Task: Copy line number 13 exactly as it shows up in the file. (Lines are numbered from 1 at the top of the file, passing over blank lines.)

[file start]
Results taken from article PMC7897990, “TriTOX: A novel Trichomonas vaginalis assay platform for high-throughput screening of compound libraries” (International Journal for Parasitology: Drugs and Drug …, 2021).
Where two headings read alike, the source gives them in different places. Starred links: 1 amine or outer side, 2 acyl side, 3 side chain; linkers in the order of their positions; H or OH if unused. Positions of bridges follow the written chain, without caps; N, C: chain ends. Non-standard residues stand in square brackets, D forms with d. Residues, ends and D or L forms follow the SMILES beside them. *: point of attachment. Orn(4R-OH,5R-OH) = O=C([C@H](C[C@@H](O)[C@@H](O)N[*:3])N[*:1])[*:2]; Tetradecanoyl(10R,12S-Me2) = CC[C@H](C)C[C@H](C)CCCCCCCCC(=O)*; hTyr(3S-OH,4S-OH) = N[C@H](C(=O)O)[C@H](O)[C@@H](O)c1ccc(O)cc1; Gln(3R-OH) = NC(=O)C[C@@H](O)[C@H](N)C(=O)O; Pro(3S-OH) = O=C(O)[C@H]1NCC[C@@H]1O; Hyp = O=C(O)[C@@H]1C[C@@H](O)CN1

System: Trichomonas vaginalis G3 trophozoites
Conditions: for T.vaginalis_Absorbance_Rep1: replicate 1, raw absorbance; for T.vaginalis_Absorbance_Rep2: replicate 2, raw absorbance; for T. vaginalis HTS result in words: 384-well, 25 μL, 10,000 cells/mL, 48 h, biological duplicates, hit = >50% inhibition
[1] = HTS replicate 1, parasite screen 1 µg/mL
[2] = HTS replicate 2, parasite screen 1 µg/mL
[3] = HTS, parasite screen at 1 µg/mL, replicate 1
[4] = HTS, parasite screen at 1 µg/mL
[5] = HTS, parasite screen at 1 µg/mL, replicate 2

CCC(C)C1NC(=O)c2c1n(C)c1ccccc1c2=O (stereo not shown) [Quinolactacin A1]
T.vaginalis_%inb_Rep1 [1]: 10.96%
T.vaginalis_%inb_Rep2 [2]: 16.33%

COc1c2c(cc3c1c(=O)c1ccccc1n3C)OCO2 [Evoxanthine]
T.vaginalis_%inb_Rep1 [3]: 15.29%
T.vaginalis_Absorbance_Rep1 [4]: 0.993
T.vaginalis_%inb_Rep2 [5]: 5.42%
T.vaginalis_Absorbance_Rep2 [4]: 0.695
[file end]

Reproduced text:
COc1c2c(cc3c1c(=O)c1ccccc1n3C)OCO2 [Evoxanthine]